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Alcoholic Anonymous

Does Alcoholic Anonymous (AA) work?

How many times have you felt lost, hopeless or defeated? As someone who has a problem with alcohol, you may always wish to move to sobriety, but temptations and triggers may seem to hold you back.

Here at Castle Craig, we know how important peer-to-peer support can be in the recovery process and actively encourage this in our alcohol rehab facility in Scotland.

However useful AA can be for individuals struggling with alcohol, we always recommend the intervention of medical professionals to guide you safely through the psychological and physical aspects of the disease.

Call our 24-hour helpline 01721 728118 to speak to discuss the type of treatments available to you. 

About AA meetings

Alcoholics Anonymous is free and widely available, with over 118,000 chapters worldwide.

AA follows the same principles as 12-Step alcohol rehab programmes, offering an opportunity to continue building on the work you completed in treatment.

Here at Castle Craig, we usually host onsite AA meetings in West Linton.

Advantages  of Alcoholics Anonymous (AA)

AA sponsorship and community support can serve as healthy counterpoints to alcohol-based friendships and strained family dynamics.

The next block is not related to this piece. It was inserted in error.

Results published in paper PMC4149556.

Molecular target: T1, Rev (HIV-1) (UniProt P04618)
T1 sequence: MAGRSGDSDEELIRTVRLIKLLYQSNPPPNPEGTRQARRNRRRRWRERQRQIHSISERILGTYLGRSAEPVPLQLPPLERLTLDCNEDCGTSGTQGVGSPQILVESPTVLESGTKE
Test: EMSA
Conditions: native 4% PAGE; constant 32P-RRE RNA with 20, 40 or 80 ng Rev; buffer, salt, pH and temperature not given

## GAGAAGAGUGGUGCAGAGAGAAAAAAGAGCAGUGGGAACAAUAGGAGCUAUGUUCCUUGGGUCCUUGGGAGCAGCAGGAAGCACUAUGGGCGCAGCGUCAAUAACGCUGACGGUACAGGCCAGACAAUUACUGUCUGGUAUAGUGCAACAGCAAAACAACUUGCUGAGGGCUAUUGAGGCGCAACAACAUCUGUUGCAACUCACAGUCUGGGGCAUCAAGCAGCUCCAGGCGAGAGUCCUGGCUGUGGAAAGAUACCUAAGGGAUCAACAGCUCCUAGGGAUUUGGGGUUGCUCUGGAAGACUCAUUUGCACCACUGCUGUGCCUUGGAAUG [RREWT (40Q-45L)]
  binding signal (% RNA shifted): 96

• Learn from others’ experiences
  • Feel less isolated and alone
  • Allows you to share and open up, breaking down the barriers of guilt and shame
  • Reinforces your efforts towards sobriety
  • Provides a refuge to turn to when facing periods of emotional instability

Disadvantages

While AA is a beneficial component of the recovery journey for alcohol addiction, it’s not often a permanent substitute for personalised therapy.

AA doesn’t provide the same level of intensiveness or individualised care found in more structured alcohol rehab programmes, and its open format means anyone can attend, regardless of how they affect the group dynamic.

While most modern AA groups have adapted to be more secular, some may struggle with the emphasis on spirituality and ‘higher power’.

Who is Alcoholic Anonymous good for?

Alcoholics Anonymous is recommended to everyone recovering from alcohol addiction as a continuing part of recovery practice.

People typically begin attending meetings while in primary treatment and continue their attendance indefinitely as a way to support lifelong recovery.

If you have any questions about these treatment options, our admissions counsellors are standing by to help you make an informed decision. Contact us now. 

Alcoholics Anonymous Meetings Near Me

AA operates in all local areas so that once you leave alcohol rehab you can begin to attend your local community Alcoholics Anonymous Meetings near you. There are usually several meetings to choose from in cities and a weekly meeting in smaller towns. 

Resources

  • The Big Book; A link to downloadable chapter PDFs from the US AA website. Find out more
  • If you do need help or if you’d just like to talk to someone about your drinking, call AA on 0800 9177 650 or email us at help@aamail.org

Get in touch today

If you need emergency mental health advice or medical support please call the NHS 24 helpline as soon as possible on 111. The advice is free and could save your life.

If you need advice on accessing rehab treatment for addictions, please call our 24-Hour Rehab Helpline on 01721 728118 to arrange a free addiction assessment or click here for more information.

You’ll be glad you did.

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Page last reviewed and medically fact-checked | September 9, 2021